The Court of Appeal has ruled that it is neither discriminatory nor a breach of equal pay law to pay men (on shared parental leave) the basic statutory rate of pay, in comparison to women (on maternity leave) an enhanced or full rate of pay.
The Court, across two separate cases, found that offering different rates for shared parental leave pay and maternity pay was not:
- Direct discrimination:
The Court held that it is incorrect to use a woman on maternity leave as the comparator for a man on shared parental leave. The ‘purpose’ of maternity leave is the health and wellbeing of the mother and child following pregnancy and childbirth. The purpose of shared parental leave is the care of the child only. As both men and women can take shared parental leave, the correct comparator should be a female taking shared parental leave. Therefore, the claimants were not treated less favourably than their comparators.
- Indirect discrimination:
Indirect discrimination can be justified and the law allows for special treatment for women in relation to pregnancy and childbirth. Here, the practice to pay women on maternity leave an enhanced rate, in comparison to men on shared parental leave statutory rate, is in relation to pregnancy and childbirth (because of the differing ‘purpose’ of maternity leave) and is therefore justifiable.
- A breach of equal pay law:
The sex equality clause does not apply to provisions giving women special treatment in connection with pregnancy and childbirth.
Shared parental leave v Maternity leave
The differing purposes of shared parental leave and maternity leave proved to be a key consideration in the courts findings. The judgement is very clear that the ‘purpose’ of maternity leave (the health and wellbeing of the mother following pregnancy and childbirth) extends over the full period of leave, rather than only the compulsory two-week maternity leave period; the point at which mothers are able to take shared parental leave. It is likely that this distinction will be challenged further if the Claimants are granted permission to appeal to the Supreme Court and that we will see much more debate on this distinction in the future.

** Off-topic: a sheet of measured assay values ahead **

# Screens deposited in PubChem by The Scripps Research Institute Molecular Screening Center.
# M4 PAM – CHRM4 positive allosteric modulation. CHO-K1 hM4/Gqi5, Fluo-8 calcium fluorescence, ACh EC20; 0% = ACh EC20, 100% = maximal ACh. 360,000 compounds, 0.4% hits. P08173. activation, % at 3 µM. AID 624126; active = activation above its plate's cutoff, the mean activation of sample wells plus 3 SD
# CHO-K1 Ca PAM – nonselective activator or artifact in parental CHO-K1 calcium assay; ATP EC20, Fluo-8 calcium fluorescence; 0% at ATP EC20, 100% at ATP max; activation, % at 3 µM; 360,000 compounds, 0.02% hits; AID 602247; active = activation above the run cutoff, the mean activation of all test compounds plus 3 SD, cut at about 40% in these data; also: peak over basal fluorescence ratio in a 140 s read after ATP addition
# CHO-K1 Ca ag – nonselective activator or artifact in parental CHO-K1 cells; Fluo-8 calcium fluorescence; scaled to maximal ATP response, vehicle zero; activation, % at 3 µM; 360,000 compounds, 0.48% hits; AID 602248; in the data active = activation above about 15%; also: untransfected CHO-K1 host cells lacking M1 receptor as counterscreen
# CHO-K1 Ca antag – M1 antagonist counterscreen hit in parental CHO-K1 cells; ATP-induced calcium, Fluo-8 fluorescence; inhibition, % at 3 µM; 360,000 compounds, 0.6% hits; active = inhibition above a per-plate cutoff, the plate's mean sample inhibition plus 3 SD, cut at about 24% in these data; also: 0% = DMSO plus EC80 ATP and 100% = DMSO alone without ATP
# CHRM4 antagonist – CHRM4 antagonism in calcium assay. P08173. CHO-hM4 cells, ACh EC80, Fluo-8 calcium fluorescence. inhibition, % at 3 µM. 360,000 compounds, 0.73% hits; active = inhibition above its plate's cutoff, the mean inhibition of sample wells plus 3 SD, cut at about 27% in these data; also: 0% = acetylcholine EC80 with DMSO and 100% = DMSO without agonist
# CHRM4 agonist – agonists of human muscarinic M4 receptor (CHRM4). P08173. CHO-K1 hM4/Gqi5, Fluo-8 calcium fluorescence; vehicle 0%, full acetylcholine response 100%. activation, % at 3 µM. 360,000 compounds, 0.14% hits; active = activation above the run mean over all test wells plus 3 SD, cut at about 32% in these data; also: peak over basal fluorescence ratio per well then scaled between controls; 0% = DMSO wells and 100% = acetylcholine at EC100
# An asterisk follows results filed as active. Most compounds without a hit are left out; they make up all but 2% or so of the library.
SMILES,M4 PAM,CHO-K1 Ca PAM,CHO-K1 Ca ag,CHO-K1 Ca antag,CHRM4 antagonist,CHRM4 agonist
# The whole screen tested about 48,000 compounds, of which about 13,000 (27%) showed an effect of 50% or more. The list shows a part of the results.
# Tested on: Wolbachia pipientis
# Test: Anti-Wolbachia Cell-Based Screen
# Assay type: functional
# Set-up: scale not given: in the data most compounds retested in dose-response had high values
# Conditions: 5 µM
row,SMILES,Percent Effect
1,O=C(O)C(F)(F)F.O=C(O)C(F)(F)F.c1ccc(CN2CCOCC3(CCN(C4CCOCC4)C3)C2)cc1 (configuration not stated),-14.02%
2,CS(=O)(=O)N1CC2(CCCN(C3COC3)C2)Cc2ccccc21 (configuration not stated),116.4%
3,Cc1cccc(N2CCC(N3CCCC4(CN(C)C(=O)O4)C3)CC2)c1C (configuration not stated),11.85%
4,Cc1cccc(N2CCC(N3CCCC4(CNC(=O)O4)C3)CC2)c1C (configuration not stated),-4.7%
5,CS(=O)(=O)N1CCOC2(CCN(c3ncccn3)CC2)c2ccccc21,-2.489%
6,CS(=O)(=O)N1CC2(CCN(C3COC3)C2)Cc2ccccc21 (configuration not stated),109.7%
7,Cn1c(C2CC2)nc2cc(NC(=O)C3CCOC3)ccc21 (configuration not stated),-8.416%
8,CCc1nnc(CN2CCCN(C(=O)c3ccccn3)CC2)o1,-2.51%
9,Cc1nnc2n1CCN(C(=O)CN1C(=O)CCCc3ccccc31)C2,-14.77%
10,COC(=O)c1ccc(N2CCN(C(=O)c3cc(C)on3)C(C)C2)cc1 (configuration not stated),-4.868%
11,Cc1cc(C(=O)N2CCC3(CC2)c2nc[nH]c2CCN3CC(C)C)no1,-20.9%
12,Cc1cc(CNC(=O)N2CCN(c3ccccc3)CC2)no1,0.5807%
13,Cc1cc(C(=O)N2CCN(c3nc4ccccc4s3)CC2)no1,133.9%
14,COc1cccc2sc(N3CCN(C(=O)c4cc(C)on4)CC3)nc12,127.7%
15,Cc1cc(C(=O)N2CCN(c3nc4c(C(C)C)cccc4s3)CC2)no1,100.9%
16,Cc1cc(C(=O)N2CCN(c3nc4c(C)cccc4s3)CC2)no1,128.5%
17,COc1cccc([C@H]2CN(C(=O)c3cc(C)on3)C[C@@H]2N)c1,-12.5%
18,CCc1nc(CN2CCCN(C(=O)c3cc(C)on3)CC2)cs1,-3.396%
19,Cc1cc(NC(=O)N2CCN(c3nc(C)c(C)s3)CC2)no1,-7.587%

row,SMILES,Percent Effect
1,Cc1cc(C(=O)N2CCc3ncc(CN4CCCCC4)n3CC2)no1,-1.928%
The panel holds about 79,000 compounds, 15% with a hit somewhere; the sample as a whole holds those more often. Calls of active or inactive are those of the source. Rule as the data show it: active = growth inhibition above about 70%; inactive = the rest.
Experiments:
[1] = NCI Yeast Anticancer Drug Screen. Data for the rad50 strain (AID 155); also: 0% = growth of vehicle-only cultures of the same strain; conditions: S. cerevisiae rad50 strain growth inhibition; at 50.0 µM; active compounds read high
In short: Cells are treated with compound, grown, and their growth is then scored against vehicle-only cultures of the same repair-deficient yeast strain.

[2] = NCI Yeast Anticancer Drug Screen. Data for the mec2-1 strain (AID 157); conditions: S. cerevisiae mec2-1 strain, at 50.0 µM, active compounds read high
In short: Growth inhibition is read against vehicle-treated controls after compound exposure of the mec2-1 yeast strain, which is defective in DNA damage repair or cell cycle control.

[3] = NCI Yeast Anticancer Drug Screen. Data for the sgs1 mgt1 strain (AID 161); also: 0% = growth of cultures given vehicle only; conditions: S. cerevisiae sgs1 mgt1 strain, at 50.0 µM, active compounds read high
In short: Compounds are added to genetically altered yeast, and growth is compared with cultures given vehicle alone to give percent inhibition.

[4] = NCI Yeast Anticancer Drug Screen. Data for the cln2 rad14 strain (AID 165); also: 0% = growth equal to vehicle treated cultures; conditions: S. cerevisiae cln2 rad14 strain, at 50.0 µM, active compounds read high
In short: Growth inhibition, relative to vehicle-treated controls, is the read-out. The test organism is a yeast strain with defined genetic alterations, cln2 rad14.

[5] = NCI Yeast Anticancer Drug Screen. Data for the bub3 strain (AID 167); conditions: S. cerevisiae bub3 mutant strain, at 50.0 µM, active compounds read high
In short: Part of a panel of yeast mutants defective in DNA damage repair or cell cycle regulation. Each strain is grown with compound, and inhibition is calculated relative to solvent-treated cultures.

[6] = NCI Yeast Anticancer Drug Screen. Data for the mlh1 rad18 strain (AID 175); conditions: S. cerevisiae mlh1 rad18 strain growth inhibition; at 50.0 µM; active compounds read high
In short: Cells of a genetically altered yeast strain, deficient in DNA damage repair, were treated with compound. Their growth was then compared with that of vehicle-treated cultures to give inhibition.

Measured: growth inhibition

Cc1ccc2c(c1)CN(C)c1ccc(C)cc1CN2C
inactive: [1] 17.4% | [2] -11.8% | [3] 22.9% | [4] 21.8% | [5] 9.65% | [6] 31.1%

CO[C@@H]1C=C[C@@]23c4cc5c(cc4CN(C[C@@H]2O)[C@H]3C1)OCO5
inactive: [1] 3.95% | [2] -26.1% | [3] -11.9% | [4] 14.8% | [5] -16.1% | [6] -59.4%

Final thoughts & advice for employers
You may recall my blog in October “Shared Parental Leave: Should you pay the same rate as maternity pay?”. In light of the Court of Appeals ruling, the answer is “no”. This is good news for employers as it clarifies that shared parental leave pay does not need to be enhanced to match any enhanced maternity pay offered. On the other hand, perhaps the main reason behind a low uptake of shared parental leave is the lower rates of pay available to a father in comparison to a mother taking maternity leave at an enhanced rate. Employers may wish to consider whether they want to make shared parental leave or flexible working arrangements more accessible and ‘normal’ for men.
Posted on June 12, 2019